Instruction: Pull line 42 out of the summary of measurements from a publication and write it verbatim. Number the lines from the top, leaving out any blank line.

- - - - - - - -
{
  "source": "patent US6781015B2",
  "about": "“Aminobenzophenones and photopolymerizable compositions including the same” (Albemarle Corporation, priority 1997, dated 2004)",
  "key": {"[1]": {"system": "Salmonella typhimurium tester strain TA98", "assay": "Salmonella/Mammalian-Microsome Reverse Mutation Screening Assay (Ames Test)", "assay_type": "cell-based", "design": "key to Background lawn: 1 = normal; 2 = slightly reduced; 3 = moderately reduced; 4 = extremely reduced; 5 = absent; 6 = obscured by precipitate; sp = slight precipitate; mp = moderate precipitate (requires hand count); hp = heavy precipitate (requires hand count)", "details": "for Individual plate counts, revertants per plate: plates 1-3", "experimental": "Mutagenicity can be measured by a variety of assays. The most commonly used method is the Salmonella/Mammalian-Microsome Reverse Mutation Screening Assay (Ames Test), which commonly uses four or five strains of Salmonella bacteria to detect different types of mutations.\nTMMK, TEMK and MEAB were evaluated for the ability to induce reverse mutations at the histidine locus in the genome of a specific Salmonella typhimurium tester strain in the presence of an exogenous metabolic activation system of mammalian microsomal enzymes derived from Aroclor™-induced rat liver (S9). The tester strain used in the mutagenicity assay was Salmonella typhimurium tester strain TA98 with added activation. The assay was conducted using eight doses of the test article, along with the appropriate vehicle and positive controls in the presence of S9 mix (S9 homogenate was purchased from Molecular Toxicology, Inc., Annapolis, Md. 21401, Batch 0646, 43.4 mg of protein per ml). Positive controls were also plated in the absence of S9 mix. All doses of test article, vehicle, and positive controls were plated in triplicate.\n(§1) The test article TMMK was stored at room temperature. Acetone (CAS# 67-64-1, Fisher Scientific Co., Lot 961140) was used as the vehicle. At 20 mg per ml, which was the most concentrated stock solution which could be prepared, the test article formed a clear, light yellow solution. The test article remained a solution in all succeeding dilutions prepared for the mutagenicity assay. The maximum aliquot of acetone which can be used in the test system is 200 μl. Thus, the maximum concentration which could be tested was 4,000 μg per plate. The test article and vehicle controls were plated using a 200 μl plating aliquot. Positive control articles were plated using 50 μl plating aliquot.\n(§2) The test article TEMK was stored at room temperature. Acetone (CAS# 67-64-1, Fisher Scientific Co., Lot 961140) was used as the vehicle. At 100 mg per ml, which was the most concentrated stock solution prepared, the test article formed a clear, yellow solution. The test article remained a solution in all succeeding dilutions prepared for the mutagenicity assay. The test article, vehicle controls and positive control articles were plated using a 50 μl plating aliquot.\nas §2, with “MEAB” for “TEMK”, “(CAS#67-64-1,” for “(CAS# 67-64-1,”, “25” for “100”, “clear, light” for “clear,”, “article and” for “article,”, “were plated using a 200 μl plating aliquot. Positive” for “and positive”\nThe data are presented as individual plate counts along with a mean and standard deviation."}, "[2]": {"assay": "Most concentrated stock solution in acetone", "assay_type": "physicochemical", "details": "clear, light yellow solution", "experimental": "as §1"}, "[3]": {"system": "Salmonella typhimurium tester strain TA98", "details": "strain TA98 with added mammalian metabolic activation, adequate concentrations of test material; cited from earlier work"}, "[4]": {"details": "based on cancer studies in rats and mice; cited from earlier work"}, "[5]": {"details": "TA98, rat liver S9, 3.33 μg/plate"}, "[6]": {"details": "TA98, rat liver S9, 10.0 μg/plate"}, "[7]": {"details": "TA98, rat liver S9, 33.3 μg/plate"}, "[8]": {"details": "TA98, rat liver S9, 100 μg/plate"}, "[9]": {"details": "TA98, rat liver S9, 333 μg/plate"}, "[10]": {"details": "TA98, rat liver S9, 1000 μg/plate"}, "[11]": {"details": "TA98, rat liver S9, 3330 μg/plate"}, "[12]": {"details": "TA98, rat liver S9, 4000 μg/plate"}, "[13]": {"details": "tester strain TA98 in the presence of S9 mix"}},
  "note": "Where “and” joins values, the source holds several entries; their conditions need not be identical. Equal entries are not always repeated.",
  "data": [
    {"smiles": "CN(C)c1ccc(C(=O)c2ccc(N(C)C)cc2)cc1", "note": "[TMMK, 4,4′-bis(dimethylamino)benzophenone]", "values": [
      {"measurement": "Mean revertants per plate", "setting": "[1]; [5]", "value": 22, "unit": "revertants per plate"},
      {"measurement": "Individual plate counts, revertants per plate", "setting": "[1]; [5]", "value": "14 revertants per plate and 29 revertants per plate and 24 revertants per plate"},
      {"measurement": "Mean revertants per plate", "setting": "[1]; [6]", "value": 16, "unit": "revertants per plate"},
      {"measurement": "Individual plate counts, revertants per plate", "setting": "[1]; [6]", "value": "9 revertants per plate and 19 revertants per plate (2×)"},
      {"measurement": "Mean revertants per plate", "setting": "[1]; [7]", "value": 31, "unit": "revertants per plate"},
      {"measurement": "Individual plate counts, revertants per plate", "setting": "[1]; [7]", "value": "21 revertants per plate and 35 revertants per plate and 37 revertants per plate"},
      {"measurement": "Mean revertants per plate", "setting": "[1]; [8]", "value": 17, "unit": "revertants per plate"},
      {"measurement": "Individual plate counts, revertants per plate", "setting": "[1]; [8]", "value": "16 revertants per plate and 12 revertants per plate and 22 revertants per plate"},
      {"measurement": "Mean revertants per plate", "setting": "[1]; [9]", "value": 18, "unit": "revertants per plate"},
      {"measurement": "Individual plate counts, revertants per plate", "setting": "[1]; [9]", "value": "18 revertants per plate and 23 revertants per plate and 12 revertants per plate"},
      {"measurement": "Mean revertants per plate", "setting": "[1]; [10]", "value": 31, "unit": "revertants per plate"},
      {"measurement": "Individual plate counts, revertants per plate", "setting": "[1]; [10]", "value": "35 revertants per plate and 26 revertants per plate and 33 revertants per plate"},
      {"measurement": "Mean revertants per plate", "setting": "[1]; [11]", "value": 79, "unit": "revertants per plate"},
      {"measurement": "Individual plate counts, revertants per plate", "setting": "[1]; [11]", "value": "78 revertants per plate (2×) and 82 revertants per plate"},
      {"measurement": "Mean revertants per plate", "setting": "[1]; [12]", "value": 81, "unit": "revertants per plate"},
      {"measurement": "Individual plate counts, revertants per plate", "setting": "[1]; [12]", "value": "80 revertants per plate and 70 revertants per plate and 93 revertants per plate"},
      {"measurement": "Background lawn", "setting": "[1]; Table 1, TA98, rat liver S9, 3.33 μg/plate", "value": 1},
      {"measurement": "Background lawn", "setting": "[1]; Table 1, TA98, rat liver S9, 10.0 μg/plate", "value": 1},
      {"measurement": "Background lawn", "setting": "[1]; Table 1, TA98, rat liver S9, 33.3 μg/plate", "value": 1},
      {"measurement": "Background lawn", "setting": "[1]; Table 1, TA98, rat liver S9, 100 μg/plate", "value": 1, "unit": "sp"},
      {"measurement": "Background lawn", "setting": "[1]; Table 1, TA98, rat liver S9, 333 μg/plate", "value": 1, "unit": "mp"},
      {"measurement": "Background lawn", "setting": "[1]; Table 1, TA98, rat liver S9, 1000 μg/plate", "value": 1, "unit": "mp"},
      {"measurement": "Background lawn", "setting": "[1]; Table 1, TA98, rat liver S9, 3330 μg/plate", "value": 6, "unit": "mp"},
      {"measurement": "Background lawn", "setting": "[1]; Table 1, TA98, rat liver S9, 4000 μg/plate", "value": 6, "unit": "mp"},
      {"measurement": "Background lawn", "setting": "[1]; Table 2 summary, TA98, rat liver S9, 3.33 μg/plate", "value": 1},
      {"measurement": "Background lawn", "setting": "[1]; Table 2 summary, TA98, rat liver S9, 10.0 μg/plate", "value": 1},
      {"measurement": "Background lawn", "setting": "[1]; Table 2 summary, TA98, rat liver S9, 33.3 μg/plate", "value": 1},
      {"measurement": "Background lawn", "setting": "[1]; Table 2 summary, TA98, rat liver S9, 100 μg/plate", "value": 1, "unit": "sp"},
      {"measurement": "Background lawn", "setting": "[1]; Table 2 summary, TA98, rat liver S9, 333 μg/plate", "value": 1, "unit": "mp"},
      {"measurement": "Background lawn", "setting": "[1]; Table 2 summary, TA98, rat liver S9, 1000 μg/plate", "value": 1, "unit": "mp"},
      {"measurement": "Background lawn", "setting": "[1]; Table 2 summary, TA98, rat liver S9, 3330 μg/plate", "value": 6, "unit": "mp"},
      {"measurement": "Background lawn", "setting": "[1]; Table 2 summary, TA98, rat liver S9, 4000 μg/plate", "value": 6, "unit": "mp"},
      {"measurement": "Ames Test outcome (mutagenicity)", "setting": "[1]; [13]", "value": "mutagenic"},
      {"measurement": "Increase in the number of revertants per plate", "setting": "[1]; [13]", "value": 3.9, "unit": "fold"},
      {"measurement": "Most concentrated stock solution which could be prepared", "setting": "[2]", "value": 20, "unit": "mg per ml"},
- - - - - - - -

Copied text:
      {"measurement": "Most concentrated stock solution which could be prepared", "setting": "[2]", "value": 20, "unit": "mg per ml"},